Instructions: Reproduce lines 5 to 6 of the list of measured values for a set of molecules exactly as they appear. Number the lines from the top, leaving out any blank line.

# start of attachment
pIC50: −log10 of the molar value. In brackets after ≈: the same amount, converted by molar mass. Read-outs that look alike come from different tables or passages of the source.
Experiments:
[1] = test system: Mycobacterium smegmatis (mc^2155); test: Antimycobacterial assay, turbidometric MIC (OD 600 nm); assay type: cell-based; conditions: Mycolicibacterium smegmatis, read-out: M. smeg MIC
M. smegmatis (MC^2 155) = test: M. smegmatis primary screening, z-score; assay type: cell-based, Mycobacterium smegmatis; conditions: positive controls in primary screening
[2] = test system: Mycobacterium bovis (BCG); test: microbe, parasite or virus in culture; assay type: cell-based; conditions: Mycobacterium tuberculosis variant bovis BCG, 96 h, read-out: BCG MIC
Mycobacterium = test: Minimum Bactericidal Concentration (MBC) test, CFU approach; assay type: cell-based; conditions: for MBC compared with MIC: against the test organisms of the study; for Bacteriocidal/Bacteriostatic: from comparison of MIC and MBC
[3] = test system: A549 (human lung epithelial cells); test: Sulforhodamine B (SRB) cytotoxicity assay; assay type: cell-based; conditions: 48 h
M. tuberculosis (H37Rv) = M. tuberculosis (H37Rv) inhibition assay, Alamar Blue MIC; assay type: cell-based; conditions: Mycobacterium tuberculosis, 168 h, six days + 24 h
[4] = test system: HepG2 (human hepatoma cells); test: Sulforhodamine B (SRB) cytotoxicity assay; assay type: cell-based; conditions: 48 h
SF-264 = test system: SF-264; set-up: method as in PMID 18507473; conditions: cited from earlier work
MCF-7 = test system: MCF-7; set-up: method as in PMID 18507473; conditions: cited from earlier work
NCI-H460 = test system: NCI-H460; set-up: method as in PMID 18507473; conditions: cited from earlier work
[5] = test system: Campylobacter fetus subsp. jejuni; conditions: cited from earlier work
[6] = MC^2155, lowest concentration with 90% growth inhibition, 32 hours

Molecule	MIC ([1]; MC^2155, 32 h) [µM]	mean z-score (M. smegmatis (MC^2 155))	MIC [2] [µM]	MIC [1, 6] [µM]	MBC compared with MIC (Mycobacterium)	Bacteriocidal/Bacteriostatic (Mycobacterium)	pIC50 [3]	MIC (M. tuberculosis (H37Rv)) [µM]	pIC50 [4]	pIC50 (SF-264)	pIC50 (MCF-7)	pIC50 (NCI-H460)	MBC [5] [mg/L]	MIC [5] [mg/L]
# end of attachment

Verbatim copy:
[2] = test system: Mycobacterium bovis (BCG); test: microbe, parasite or virus in culture; assay type: cell-based; conditions: Mycobacterium tuberculosis variant bovis BCG, 96 h, read-out: BCG MIC
Mycobacterium = test: Minimum Bactericidal Concentration (MBC) test, CFU approach; assay type: cell-based; conditions: for MBC compared with MIC: against the test organisms of the study; for Bacteriocidal/Bacteriostatic: from comparison of MIC and MBC